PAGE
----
A Road to Consciousness
I built a reputation for being wise, having sound morals, being a great coach, intelligent, and in general an upright citizen who was respected. I relished this reputation and constantly took care to ensure it remained intact and unsullied. In those moments when I risked tarnishing it by losing my temper, being nasty, putting others down and failing, I became accomplished at apologising and criticising myself. Those who knew and loved me were quick to acknowledge that this was not the real me. I even believed this myself, which in an ambivalent way allowed me to feel genuine and honest, but at a deeper level still believed I was not talented enough but by working hard, everything would improve. “Not good enough” and “Not smart enough” were my internal mantras. In summary I considered myself to be an imperfect being trying to be and look perfect, and not seeing the limiting grip of this approach. The risk of losing my reputation was always the senior consideration over taking the risk of being and behaving differently.
It wasn’t until I was in my sixties that I took some time out to reflect on my life and was able to distinguish a new level of consciousness, hitherto obscured by my “busyness” and efforts to keep improving and developing. Simply described, I was able to distinguish the difference between “me” and my “mind”. In everyday vernacular, for the first time I could hear all my thoughts as internal conversations, generated from the thousands of experiences that shaped my engagement and response to the prevailing circumstances and situations. Also, even more impactful, I saw that the mind is a continuous, powerful and unquestioned survival mechanism and its principal function is to maintain who I considered myself to be.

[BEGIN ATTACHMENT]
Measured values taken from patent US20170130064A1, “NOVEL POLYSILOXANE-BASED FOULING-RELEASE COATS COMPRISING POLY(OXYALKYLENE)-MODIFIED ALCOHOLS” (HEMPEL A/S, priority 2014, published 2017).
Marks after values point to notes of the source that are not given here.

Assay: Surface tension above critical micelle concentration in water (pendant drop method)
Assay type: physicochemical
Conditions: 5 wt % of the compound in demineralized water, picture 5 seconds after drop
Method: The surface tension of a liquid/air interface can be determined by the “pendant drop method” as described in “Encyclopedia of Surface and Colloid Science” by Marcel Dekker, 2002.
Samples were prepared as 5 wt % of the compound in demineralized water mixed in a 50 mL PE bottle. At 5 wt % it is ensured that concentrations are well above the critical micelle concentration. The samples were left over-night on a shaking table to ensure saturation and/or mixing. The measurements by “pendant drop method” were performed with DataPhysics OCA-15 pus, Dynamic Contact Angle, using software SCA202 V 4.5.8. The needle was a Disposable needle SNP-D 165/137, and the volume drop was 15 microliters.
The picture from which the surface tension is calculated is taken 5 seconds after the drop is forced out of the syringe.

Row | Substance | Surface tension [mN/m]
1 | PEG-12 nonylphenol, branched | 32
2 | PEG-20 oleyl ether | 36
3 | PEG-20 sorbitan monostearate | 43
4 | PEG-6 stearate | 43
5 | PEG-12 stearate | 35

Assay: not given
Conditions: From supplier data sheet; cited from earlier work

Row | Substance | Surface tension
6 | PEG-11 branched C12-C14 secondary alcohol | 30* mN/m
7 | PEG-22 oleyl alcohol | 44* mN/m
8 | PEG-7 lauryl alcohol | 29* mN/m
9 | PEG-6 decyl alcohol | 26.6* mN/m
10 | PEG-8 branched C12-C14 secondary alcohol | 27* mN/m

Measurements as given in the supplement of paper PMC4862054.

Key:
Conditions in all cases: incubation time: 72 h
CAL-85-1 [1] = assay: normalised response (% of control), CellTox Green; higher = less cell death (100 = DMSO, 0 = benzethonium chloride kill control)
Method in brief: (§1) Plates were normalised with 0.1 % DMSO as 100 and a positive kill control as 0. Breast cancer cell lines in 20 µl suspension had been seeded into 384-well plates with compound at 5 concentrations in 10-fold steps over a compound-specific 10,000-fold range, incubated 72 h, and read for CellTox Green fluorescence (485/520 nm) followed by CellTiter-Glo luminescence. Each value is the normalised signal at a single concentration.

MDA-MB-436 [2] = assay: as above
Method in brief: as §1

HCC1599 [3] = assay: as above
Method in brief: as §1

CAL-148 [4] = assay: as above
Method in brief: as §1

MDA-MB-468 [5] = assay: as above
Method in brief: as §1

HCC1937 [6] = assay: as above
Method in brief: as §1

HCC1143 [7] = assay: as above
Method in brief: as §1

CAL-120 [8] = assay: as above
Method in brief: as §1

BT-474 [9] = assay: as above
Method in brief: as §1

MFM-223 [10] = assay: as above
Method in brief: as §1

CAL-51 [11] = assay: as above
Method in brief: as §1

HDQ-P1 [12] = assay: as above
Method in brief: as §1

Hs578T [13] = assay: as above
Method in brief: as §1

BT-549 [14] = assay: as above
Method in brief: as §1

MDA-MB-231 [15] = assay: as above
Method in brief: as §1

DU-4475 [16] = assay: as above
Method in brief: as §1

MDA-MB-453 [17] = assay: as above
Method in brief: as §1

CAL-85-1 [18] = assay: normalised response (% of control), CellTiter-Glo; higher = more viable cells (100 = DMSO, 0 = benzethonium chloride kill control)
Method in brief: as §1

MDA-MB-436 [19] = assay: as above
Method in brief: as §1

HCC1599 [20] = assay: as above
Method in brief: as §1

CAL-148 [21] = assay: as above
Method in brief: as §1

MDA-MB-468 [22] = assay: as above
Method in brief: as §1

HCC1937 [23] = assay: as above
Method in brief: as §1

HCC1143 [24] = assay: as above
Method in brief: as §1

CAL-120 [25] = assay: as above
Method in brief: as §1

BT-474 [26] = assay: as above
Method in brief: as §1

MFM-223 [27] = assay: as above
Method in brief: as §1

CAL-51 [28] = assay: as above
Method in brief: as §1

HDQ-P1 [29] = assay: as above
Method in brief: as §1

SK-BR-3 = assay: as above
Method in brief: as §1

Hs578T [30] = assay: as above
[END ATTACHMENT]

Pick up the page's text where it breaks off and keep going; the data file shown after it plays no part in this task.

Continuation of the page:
This level of consciousness felt truly liberating, giving me a conscious choice for the first time in my life for what I said and did, and how I engaged with myself and others. Quite startling and energizing, like a new awakening. However I began to also notice that, energising as this was, I started to make this survival trait of the mind wrong, and tried to nullify or suppress its reaction-based interpretations. This frustrated me and had me wonder if I could ever escape the grip of my mind’s limiting nature.